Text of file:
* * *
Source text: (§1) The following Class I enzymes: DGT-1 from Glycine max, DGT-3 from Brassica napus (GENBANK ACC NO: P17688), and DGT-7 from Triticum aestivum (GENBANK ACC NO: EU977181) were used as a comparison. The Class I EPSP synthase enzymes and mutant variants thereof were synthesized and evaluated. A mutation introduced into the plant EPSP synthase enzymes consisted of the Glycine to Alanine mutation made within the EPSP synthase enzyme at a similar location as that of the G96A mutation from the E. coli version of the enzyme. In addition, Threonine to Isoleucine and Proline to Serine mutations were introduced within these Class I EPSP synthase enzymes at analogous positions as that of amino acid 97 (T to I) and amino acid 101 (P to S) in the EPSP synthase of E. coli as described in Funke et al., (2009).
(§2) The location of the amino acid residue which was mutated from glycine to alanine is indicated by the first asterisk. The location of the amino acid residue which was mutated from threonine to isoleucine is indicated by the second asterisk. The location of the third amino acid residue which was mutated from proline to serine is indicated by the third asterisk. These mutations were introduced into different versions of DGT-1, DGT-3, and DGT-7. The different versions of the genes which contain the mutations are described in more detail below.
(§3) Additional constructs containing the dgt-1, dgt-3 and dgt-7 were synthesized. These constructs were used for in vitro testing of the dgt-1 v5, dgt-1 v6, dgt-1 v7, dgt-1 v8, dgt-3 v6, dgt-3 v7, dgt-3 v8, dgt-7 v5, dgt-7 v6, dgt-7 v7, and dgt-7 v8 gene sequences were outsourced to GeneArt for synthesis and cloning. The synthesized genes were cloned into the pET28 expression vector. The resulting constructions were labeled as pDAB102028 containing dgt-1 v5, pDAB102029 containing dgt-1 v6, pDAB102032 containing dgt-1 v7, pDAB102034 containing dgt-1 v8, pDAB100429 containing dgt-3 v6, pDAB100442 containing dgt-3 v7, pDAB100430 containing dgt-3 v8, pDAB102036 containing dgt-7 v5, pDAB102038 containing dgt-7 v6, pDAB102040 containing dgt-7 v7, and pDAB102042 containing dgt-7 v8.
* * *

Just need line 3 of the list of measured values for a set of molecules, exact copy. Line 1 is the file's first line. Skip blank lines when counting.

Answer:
(§3) Additional constructs containing the dgt-1, dgt-3 and dgt-7 were synthesized. These constructs were used for in vitro testing of the dgt-1 v5, dgt-1 v6, dgt-1 v7, dgt-1 v8, dgt-3 v6, dgt-3 v7, dgt-3 v8, dgt-7 v5, dgt-7 v6, dgt-7 v7, and dgt-7 v8 gene sequences were outsourced to GeneArt for synthesis and cloning. The synthesized genes were cloned into the pET28 expression vector. The resulting constructions were labeled as pDAB102028 containing dgt-1 v5, pDAB102029 containing dgt-1 v6, pDAB102032 containing dgt-1 v7, pDAB102034 containing dgt-1 v8, pDAB100429 containing dgt-3 v6, pDAB100442 containing dgt-3 v7, pDAB100430 containing dgt-3 v8, pDAB102036 containing dgt-7 v5, pDAB102038 containing dgt-7 v6, pDAB102040 containing dgt-7 v7, and pDAB102042 containing dgt-7 v8.